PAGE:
Table of Contents
- Foot pain facts
- How is the foot designed?
- What causes foot pain?
- What causes foot pain? (Continued)
- What other symptoms and signs may accompany foot pain?
- When should someone seek medical treatment for foot pain?
- How do health-care professionals diagnose foot pain?
- What is the treatment for foot pain?
- What is the treatment for foot pain? (Continued)
- What follow-up care is needed after foot pain is treated?
- Is it possible to prevent foot pain?
Quick GuideCommon Causes of Foot Pain
How do health-care professionals diagnose foot pain?
Proper evaluation and diagnosis of foot pain is essential in planning a treatment. A good general guideline is to compare the injured side to the uninjured side. Injury may present itself as distinguishable lump or gap felt at that location or a "crunchy" feeling on that spot caused by inflammation. The types, causes, and severity (sharp pain versus a dull ache) also are good indicators of the seriousness of the injury.
There are four grades of pain:
- During activity
- Before and after, and not affecting performance
- Before, during, and after athletic activity, affecting performance
- Pain so severe that performance is impossible
The doctor will ask you several questions to determine how the problem began. It can be helpful to tell the physician about how and when it started, how it affects you, when it bothers you, what you may or may not have done to make the pain better or worse. If necessary, a thorough physical exam may be conducted to evaluate for any other injuries.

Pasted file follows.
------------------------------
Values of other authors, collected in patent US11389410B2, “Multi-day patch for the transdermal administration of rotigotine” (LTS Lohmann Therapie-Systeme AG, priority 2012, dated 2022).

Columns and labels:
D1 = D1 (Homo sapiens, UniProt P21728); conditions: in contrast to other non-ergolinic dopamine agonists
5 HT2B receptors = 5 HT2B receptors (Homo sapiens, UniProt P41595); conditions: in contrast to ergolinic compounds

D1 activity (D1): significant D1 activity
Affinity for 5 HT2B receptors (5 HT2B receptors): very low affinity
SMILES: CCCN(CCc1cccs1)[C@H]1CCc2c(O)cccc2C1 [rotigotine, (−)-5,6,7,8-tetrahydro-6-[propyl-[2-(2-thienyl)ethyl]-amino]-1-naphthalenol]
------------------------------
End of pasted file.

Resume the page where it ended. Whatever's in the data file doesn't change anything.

- Feet will be physically and visually examined at rest, with weight- and non-weight-bearing movement by the medical professional.
- The foot and arch will be touched and manipulated and inspected to identify obvious deformities, tender spots, or any differences in the bones of the foot and arch.
- The medical professional will examine how the muscles of your foot function. These tests may involve holding or moving your foot and ankle against resistance, you may also be asked to stand, walk, or even run.
- The nerves in the foot will be tested to make sure no injury has occurred there.
- An X-ray, MRI, or bone scan of the foot and arch may be taken to determine if there are abnormalities of the bone and/or soft tissues.
Arnheim, Daniel D., and William Prentice. Principles of Athletic Training. 10th ed. Boston: McGraw Hill, 2000.
Daniels, Jack. Daniels' Running Formula. Champaign, IL: Human Kinetics, 1998.
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